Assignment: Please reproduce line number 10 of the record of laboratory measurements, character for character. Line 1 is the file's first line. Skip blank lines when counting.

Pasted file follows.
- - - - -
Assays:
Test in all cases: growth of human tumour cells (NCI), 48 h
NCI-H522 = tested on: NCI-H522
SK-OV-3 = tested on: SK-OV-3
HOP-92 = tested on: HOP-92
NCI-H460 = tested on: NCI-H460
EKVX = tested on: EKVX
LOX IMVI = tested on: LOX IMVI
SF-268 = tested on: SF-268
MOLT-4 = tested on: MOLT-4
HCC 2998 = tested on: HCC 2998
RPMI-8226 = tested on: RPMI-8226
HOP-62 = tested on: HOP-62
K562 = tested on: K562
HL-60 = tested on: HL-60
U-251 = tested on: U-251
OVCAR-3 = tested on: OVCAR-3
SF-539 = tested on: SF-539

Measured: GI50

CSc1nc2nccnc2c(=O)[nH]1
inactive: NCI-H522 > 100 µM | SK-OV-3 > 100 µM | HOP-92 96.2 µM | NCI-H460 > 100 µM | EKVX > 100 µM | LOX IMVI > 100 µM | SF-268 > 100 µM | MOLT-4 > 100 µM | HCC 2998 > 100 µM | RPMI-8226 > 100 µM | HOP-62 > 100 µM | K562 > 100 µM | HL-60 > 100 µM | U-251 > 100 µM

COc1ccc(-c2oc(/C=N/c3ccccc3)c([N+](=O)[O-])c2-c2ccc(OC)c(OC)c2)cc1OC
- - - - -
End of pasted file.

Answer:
MOLT-4 = tested on: MOLT-4